19-20 OCTOBRE 2014 NEWS: Hecatomnus Mausoleum - Saint Prex - Macédonie - Worcester - Bellville - Lincoln -
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TURQUIE – Hecatomnus Mausoleum - Excavations around the Hecatomnus Mausoleum in the western province of Muğla’s Milas district hasve unearthed a written stela that dates back over two millennia.The stela is an extraordinary finding that offers very important data to historians and philologists, according to academics. The stela, which is estimated to have been written for the ruler of its era, is in the poetry format and the longest among other similar classical-era findings. According to information provided by the Milas Uzunyuva Project Epigraph Professor Christian Marek, the writing on the stela has a poetical language in a style called “catalectic trochaic tetrameter.” There are 121 lines in the stela, although its upper surface has been eroded. It is estimated that the stela was erected at the end of fourth century B.C. or at the beginning of the third century B.C.
SUISSE – Saint Prex - Le chantier de construction d'une villa jumelle, à Saint-Prex, a révélé un important vestige archéologique. Une villa datant de l'époque romaine (entre le Ier et le IVe siècle après J.-C.) se cachait sous une parcelle viticole située en bordure de la route de Lussy. «Nous connaissions l'existence d'un tel établissement à Saint-Prex, mais nous ignorions où il se situait exactement», explique Nicole Pousaz, archéologue cantonale, confirmant l'information parue dans La Côte. La parcelle a été passée au peigne fin ces dernières semaines et les premiers résultats devraient paraître prochainement.
MACEDONIE – The most valuable artifacts of Macedonia’s cultural heritage will be displayed in the new Archaeological Museum of Macedonia, which will formally open on Saturday evening. More than 6,000 artifacts from all historical periods, beginning from prehistoric times up to the Middle Ages will be displayed on three floors spanning 6,000 m2. The Museum is divided in several departments – prehistoric archaeology, antique and medieval archaeology, numismatic cabinet, lapidarium, anthropological display etc. Moreover, it includes 15 wax figures, 83 paintings, video-animations, ambience displays, mosaics, reconstruction of neolithic buildings.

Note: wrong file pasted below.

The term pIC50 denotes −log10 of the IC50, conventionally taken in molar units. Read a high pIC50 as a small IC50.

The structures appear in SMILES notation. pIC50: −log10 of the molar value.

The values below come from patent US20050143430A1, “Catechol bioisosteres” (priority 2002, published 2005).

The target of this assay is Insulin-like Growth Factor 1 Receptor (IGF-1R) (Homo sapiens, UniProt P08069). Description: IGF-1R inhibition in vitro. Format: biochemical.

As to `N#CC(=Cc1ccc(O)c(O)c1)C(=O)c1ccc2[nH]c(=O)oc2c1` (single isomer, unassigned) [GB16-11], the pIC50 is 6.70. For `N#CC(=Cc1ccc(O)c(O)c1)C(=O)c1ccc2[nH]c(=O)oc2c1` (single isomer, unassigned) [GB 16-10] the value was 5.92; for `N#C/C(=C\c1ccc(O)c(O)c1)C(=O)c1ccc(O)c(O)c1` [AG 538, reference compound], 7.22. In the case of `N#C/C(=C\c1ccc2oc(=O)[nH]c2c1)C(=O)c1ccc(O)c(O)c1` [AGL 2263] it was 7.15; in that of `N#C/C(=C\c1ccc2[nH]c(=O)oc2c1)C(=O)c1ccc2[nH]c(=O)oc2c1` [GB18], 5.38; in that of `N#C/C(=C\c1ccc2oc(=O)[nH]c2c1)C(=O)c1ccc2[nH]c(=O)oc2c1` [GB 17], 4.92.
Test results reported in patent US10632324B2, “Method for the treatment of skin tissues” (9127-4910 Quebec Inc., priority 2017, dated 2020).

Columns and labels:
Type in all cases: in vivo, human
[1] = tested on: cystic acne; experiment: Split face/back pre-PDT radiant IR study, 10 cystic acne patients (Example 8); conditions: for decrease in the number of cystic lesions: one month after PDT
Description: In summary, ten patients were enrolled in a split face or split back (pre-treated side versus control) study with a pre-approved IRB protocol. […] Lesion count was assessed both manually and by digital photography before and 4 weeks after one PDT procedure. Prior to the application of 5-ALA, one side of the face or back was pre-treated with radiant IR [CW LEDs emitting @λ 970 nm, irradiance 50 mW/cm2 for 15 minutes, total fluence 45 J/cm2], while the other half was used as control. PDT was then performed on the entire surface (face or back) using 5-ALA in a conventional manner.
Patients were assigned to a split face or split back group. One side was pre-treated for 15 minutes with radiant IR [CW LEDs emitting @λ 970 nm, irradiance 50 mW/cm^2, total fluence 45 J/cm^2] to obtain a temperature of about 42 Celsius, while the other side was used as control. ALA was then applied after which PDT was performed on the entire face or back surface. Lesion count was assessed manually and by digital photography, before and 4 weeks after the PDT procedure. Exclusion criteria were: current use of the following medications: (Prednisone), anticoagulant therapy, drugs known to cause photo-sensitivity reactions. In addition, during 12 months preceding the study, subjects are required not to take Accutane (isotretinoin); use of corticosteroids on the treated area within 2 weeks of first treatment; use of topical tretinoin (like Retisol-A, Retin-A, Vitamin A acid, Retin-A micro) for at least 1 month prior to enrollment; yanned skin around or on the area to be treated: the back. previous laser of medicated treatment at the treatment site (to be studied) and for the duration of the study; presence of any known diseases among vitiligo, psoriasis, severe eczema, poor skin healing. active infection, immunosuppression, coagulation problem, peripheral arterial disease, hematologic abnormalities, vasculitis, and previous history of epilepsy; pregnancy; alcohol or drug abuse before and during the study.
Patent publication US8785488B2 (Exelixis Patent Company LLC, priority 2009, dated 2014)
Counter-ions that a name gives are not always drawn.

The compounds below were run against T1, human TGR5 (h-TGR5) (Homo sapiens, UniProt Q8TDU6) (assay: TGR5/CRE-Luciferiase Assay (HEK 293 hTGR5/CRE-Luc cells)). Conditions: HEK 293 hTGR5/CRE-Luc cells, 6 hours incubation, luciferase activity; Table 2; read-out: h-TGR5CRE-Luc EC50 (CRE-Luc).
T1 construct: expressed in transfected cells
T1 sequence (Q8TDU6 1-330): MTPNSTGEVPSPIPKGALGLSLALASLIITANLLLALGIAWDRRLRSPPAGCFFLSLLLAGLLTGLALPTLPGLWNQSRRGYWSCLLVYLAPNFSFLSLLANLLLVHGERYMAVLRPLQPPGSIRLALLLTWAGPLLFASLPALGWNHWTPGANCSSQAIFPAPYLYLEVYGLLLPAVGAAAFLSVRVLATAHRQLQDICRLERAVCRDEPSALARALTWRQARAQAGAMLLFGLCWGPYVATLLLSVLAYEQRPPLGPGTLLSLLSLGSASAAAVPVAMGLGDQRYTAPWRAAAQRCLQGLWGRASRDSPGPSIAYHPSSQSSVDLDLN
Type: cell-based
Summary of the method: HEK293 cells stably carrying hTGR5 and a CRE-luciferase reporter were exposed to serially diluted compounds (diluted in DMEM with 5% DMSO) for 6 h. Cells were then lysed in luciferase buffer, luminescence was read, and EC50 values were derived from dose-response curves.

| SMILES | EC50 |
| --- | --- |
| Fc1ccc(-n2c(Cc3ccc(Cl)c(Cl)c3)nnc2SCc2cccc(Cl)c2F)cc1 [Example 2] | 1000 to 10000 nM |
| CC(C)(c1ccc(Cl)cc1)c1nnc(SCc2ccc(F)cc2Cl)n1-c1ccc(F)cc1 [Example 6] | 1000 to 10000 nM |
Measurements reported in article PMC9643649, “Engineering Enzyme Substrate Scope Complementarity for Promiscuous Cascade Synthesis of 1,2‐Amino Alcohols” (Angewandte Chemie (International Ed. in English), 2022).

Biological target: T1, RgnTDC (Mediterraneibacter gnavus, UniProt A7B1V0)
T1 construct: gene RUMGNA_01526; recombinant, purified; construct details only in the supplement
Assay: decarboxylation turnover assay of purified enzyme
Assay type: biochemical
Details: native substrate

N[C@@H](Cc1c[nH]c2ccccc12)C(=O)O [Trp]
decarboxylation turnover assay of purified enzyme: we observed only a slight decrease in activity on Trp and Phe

ROYAUME UNI – Worcester - The finds and environmental team of the Archive and Archaeology Service were tasked with examining the pot — which dates back to the Iron Age — after it was found at a site owned by Wychavon District Council. The team were brought the pot housed within a block of soil by Sean Cook, from One Ten Archaeology, who works with construction companies to handle and preserve any potential artefacts found during building work. They also discovered evidence of pollen on the base of the pot, and the type of pollen grains found suggest that it may have once contained honey. Derek Hurst, senior archaeological project manager said: "During the Iron Age, honey would have been one of the few sweeteners available to people, as sugar hadn't arrived in Britain at that point. Honey was also used to make alcoholic drinks, such as mead, and it was used in offerings too. "Exactly what the pot was being used for is likely to remain a mystery, but it has given us an insight into ancient culinary habits and the fact that it was deliberately set into the ground suggests a ritual use. "Although the finds and environment team spend the majority of their time on internal projects, we do also take in external work and the investigation was funded by Rooftop Housing." The team found that the pot and other sherds of pottery came from the late Iron Age, a period that is poorly represented in Worcestershire.
USA – Bellville - For Nigel Brush, the Ashland University professor leading the excavation, it was among the most exciting discoveries of his career. Mastodon remains have been found in Ohio before, but they are usually incomplete — a tooth, or a bit of tusk. A full or almost-full skeleton would be rare. “I’ve been waiting a couple of decades for a call like that,” Brush said during a recent Saturday at the excavation site. “It has the potential to be special.” It has even more potential to be special because of the things the scientists are finding around the bones. The bones mostly have been discovered on piles of rocks and gravel. The researchers have found bits of flint and lines of charcoal, too. The soybean field leads to a bog, which the scientists say probably existed back in the Ice Age when it likely was a little bit bigger — maybe the size of a small lake. All the evidence leads Brush to believe that Ice Age hunters chased this mastodon across the field, trapped it on the uneven wet ground near the lake, and then killed it, cleaned it on those rock piles and cooked the meat right there.
ROYAUME UNI – Lincoln - Excavations at the new Bomber Command Centre on the outskirts of Lincoln have revealed artefacts dating back to Roman times. Bomber Command Centre director Nicky Barr said: "We found Roman artefacts including a section of wall and it is that which we are excavating. The evidence suggested that in the Roman period, people were living at the site and quarrying the local limestone, which is very near to the surface on that site, for buildings in the city. The remains of collapsed stone buildings were also recorded on the site, suggesting that the community who were quarrying the local stone were living on the site.